• 19. Clinical Forms of Tuberculosis <ul><li>Extrapulmonary TB </li></ul><ul><ul><li>TB of the cervical lymph nodes/Scrofula </li></ul></ul><ul><ul><ul><li>Involved LN are painless, firm, discrete, movable becoming adherent to each other and anchored to the surrounding tissues and skin as they enlarge </li></ul></ul></ul><ul><ul><ul><li>Scofuloderma (when left untreated and ruptures resulting in a draining sinus tract </li></ul></ul></ul><ul><ul><li>TB of the CNS </li></ul></ul><ul><ul><ul><li>TB meningitis </li></ul></ul></ul><ul><ul><ul><li>TB abscess </li></ul></ul></ul>
  • 20. Clinical Forms of Tuberculosis <ul><ul><li>Skeletal TB </li></ul></ul><ul><ul><ul><li>TB of the bones and joints </li></ul></ul></ul><ul><ul><ul><li>TB of the spine or Pott’s </li></ul></ul></ul><ul><ul><li>GI TB </li></ul></ul><ul><ul><ul><li>TB enteritis </li></ul></ul></ul><ul><ul><ul><li>TB peritonitis </li></ul></ul></ul><ul><ul><ul><li>Hepatobiliary TB </li></ul></ul></ul><ul><ul><ul><li>TB of the pancreas </li></ul></ul></ul><ul><ul><li>Cutaneous TB </li></ul></ul><ul><ul><li>Ocular TB </li></ul></ul><ul><ul><li>GUT TB </li></ul></ul><ul><ul><li>TB of the Middle Ear </li></ul></ul>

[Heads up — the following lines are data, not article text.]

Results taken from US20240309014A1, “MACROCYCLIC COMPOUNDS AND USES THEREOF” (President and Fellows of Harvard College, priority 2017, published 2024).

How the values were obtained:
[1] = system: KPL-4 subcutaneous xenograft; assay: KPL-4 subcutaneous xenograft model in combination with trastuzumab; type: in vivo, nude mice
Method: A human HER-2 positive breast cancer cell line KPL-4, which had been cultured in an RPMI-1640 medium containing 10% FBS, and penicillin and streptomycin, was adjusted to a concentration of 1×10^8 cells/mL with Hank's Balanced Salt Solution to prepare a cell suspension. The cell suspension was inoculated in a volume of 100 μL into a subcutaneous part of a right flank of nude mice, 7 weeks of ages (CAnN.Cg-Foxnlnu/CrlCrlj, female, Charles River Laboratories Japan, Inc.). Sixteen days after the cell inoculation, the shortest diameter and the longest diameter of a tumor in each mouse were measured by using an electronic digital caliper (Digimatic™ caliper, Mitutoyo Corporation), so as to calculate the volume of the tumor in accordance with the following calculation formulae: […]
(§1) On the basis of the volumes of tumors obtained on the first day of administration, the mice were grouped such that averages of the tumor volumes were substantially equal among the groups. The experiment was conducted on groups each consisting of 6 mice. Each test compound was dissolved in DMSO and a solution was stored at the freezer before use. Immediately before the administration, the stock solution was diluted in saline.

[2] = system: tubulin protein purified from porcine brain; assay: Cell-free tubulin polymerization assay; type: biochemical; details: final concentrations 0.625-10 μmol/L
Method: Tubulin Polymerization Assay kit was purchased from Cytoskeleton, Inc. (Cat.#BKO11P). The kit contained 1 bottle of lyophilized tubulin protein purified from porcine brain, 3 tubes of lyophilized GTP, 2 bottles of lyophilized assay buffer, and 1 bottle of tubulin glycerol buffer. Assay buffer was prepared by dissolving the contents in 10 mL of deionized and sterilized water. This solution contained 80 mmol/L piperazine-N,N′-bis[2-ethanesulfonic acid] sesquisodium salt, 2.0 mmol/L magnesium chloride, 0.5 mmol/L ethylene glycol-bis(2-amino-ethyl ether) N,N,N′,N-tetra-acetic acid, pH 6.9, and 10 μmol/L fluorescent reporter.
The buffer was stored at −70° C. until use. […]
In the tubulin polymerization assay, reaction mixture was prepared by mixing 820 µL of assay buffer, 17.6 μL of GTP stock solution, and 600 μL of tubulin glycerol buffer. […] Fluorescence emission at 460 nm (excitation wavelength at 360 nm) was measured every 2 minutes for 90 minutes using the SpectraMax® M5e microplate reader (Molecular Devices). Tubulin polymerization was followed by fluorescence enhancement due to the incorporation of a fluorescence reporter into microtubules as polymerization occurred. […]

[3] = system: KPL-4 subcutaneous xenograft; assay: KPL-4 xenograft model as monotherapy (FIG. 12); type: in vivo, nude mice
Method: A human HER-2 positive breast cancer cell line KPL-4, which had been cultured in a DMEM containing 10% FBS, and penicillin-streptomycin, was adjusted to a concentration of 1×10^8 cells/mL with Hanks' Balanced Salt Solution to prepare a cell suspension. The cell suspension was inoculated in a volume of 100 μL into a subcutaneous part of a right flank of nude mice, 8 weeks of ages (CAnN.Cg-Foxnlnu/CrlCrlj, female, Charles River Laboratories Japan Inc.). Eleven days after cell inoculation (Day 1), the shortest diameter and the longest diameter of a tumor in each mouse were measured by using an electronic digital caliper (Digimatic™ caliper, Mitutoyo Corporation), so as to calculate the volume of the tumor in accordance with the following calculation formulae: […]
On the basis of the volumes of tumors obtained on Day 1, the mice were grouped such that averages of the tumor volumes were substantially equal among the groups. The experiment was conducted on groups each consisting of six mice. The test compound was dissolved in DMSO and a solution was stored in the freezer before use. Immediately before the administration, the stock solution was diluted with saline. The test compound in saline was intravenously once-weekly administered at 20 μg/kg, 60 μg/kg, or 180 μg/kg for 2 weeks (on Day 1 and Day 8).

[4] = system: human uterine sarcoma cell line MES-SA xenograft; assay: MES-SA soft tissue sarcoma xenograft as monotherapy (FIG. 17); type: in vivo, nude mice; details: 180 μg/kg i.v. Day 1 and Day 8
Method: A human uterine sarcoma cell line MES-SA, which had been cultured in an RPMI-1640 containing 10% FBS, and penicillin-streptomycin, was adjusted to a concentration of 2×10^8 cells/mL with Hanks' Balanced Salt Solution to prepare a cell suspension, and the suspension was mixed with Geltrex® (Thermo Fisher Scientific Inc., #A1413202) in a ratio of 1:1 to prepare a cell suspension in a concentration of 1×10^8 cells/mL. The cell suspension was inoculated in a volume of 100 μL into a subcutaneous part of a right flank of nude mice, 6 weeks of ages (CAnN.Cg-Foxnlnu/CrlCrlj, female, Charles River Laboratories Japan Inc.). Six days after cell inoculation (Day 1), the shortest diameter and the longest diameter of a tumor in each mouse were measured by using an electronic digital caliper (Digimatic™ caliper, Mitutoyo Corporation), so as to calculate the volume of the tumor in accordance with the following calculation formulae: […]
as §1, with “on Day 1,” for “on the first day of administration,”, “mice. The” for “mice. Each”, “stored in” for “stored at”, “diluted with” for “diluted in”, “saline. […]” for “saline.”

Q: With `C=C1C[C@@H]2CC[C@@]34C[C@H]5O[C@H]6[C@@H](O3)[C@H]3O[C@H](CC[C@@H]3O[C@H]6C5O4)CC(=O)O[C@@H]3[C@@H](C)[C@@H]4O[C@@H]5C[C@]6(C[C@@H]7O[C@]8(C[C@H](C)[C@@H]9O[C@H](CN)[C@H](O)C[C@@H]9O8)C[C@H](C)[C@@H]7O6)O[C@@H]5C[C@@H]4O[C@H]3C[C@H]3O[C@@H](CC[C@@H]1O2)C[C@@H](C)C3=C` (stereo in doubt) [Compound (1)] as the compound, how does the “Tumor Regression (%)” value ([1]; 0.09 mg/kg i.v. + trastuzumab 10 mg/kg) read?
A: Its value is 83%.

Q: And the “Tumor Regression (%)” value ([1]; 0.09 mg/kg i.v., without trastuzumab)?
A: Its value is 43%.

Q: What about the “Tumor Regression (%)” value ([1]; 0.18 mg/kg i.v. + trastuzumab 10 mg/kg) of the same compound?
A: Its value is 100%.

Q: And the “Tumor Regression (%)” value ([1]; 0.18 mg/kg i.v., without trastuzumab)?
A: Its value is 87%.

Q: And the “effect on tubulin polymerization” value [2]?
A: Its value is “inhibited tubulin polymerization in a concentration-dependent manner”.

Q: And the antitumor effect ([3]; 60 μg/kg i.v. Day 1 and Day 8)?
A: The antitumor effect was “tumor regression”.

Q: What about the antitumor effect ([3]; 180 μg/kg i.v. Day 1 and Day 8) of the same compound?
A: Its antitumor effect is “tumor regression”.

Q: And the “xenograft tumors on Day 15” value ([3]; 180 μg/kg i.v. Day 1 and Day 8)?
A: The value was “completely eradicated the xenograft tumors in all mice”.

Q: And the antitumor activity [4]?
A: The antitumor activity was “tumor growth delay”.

• 21. Diagnostic Tests <ul><li>Mantoux Testing/Tuberculin skin test </li></ul><ul><ul><li>Most widely used method to determine latent TB infection </li></ul></ul><ul><ul><li>Standard method for screening </li></ul></ul><ul><ul><li>positive if ≥ 8 mm induration size </li></ul></ul><ul><ul><li>A dose of 0.1 ml of 2-TU PPD-RT23 or 0.1 ml of 5-TU PPD-S </li></ul></ul><ul><ul><li>Provides a general measure of a person’s cellular response </li></ul></ul>